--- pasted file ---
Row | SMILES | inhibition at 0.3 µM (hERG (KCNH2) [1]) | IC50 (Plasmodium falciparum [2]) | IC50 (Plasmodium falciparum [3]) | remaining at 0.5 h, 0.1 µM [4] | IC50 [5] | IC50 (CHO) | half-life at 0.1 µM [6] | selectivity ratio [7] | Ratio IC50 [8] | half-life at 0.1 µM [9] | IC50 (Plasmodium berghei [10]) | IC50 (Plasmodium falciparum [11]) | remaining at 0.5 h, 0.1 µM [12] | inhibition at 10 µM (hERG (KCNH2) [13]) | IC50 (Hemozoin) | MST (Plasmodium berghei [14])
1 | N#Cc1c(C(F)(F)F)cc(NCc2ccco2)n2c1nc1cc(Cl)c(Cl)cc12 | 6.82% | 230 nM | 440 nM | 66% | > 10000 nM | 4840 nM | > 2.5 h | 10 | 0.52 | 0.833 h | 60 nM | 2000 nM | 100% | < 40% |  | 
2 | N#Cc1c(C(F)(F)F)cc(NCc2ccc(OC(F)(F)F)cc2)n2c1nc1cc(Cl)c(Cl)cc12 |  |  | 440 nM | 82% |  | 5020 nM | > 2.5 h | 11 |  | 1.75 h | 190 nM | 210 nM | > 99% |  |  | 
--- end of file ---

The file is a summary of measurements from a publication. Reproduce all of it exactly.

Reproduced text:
Row | SMILES | inhibition at 0.3 µM (hERG (KCNH2) [1]) | IC50 (Plasmodium falciparum [2]) | IC50 (Plasmodium falciparum [3]) | remaining at 0.5 h, 0.1 µM [4] | IC50 [5] | IC50 (CHO) | half-life at 0.1 µM [6] | selectivity ratio [7] | Ratio IC50 [8] | half-life at 0.1 µM [9] | IC50 (Plasmodium berghei [10]) | IC50 (Plasmodium falciparum [11]) | remaining at 0.5 h, 0.1 µM [12] | inhibition at 10 µM (hERG (KCNH2) [13]) | IC50 (Hemozoin) | MST (Plasmodium berghei [14])
1 | N#Cc1c(C(F)(F)F)cc(NCc2ccco2)n2c1nc1cc(Cl)c(Cl)cc12 | 6.82% | 230 nM | 440 nM | 66% | > 10000 nM | 4840 nM | > 2.5 h | 10 | 0.52 | 0.833 h | 60 nM | 2000 nM | 100% | < 40% |  | 
2 | N#Cc1c(C(F)(F)F)cc(NCc2ccc(OC(F)(F)F)cc2)n2c1nc1cc(Cl)c(Cl)cc12 |  |  | 440 nM | 82% |  | 5020 nM | > 2.5 h | 11 |  | 1.75 h | 190 nM | 210 nM | > 99% |  |  | 